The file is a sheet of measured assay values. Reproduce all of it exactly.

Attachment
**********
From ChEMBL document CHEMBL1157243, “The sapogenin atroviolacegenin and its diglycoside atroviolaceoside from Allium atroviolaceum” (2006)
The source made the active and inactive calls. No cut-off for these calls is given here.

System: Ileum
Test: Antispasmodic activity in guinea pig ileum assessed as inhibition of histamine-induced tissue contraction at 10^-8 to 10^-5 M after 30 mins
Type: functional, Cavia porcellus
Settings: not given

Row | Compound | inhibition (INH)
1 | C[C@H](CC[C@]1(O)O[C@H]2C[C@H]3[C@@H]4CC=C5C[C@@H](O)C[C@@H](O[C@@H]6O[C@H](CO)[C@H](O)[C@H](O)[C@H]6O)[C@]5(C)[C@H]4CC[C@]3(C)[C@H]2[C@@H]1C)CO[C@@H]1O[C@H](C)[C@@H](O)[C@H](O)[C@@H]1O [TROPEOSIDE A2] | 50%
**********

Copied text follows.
From ChEMBL document CHEMBL1157243, “The sapogenin atroviolacegenin and its diglycoside atroviolaceoside from Allium atroviolaceum” (2006)
The source made the active and inactive calls. No cut-off for these calls is given here.

System: Ileum
Test: Antispasmodic activity in guinea pig ileum assessed as inhibition of histamine-induced tissue contraction at 10^-8 to 10^-5 M after 30 mins
Type: functional, Cavia porcellus
Settings: not given

Row | Compound | inhibition (INH)
1 | C[C@H](CC[C@]1(O)O[C@H]2C[C@H]3[C@@H]4CC=C5C[C@@H](O)C[C@@H](O[C@@H]6O[C@H](CO)[C@H](O)[C@H](O)[C@H]6O)[C@]5(C)[C@H]4CC[C@]3(C)[C@H]2[C@@H]1C)CO[C@@H]1O[C@H](C)[C@@H](O)[C@H](O)[C@@H]1O [TROPEOSIDE A2] | 50%